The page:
In an effort to stop the encroachment of invasive plant and restore the natural open spaces at Birmingham's Booth Park, a carefully controlled ecological burn is planned for one day, which will take place over the next 2 to 3 weeks, weather depending.
Birmingham's Department of Public Services announced the plan to conduct a prescribed ecological burn, which will be safe and carefully controlled by trained personnel. The city has contracted David Borneman LLC of Ann Arbor to conduct the burn. Borneman has over 28 years of professional experience all over the midwest conducting prescribed, ecological burns.
Borneman said he did a smaller burn at Barnum Park last year.
“Fire helps to control the invasion of open species,” Borneman said. “Any of the native prairie would really benefit from this.”
He cited, in particular, the invasion of buckthorn and other shrubs that have crept into the open areas and are overtaking the indigenous species.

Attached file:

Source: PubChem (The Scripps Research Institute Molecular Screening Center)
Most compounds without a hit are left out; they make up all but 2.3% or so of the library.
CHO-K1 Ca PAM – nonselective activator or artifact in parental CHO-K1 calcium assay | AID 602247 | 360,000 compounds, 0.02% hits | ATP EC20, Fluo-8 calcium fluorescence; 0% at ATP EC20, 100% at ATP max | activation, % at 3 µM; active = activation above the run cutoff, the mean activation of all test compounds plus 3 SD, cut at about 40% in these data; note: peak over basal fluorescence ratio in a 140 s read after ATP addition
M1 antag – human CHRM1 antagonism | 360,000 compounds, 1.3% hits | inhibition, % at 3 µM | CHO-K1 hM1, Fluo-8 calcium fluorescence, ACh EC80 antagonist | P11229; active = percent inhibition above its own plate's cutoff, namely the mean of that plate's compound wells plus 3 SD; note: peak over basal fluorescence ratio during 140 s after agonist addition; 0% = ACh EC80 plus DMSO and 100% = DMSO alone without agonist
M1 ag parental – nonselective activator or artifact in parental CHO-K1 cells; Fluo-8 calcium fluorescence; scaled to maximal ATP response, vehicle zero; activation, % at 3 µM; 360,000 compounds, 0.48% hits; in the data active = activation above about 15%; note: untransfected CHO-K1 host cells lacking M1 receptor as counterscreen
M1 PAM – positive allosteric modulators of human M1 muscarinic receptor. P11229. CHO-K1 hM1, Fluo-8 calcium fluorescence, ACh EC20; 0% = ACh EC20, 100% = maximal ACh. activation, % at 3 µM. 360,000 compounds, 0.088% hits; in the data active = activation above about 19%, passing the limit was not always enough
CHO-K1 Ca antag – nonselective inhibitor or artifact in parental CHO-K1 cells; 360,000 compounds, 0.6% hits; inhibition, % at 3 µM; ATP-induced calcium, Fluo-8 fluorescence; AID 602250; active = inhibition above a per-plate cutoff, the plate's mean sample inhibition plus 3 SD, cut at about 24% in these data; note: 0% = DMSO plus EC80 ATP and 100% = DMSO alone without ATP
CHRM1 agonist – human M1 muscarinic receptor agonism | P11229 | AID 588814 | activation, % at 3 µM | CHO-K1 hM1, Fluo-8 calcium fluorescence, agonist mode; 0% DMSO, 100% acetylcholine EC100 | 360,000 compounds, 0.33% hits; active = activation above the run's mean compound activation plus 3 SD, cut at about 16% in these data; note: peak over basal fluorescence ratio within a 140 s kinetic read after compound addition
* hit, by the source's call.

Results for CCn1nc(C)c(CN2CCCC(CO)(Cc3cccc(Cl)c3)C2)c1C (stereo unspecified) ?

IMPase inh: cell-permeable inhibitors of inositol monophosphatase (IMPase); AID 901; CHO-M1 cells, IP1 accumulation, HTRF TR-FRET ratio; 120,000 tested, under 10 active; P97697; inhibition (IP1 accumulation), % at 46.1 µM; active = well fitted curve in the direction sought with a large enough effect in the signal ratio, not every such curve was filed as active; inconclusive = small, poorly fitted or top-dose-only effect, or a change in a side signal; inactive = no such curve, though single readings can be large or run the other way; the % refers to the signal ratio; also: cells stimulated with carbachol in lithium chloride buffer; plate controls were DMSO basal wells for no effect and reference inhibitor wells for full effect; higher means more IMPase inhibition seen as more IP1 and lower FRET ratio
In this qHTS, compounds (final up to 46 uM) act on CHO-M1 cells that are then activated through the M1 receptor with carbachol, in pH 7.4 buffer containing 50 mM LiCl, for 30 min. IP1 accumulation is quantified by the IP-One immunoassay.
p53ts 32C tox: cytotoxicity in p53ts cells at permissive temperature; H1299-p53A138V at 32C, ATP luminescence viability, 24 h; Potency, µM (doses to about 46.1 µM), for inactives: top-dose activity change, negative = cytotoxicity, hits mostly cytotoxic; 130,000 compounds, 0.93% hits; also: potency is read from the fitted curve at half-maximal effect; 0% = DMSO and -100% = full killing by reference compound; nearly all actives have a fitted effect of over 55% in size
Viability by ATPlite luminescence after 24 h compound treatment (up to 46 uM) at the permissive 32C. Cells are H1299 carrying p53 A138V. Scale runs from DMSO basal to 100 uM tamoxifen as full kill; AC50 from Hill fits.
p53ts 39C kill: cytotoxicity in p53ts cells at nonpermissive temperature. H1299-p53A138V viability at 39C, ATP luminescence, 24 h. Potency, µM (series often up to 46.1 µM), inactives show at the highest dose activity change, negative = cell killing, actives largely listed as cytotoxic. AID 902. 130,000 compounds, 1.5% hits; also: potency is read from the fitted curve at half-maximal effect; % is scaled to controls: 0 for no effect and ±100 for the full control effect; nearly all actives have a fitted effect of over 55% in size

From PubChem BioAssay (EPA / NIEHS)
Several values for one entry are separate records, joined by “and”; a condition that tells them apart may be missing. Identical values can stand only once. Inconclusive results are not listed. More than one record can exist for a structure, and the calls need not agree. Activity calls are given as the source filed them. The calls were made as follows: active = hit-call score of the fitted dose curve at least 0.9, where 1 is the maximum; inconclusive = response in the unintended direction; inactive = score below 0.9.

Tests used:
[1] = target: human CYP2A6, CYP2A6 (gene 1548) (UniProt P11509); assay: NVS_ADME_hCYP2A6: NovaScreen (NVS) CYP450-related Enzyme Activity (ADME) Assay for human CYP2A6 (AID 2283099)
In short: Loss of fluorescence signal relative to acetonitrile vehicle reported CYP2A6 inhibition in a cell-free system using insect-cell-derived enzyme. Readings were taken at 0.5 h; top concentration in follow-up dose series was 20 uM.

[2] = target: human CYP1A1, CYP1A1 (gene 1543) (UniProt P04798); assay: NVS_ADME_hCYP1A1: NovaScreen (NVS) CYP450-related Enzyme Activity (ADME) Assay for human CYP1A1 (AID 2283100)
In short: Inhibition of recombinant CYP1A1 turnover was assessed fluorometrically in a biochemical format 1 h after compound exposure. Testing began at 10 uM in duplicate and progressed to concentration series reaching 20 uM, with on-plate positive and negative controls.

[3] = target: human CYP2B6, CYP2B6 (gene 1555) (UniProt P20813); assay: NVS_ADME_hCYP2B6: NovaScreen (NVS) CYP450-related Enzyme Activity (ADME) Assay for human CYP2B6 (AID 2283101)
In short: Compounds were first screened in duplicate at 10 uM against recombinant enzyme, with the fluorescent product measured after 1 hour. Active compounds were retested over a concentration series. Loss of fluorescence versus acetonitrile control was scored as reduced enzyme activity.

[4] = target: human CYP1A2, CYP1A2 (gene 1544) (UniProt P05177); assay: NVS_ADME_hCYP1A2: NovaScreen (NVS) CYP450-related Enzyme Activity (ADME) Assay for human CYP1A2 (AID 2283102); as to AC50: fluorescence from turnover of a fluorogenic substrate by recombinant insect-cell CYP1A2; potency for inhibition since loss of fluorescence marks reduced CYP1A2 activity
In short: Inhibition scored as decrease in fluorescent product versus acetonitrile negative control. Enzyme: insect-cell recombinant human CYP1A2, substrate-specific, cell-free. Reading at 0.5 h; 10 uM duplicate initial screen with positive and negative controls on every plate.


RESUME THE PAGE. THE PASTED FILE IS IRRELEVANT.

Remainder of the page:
Why use fire for maintenance? “Fire used to be a regular and frequent component here in the midwest,” he pointed out. “Many of our native ecosystems, such as prairies, oak-hickory woodlands, and certain wetlands burned frequently. Historically, these fires were started by Native Americans or by lightning. The fire stimulated many of the plant species to grow more vigorously and discouraged others that were not adapted to fire.
“Today, many non-native plant species have invaded our natural fire-adapted ecosystems, decreasing the diversity of native plants and animals,” Borneman continued. “By returning fire to a site, we begin to give the competitive advantage back to the native species and restore the site to its natural state.”
The burn has the approval of the Birmingham Fire Department, which issued a permit for the burn to be conducted.
Borneman said he can't answer exactly when the burn will occur, because it is weather dependent.
“You need the right kind of weather, clear, dry weather, with southeast winds to keep it away from homes,” he said.
The project should take just a few hours, he said.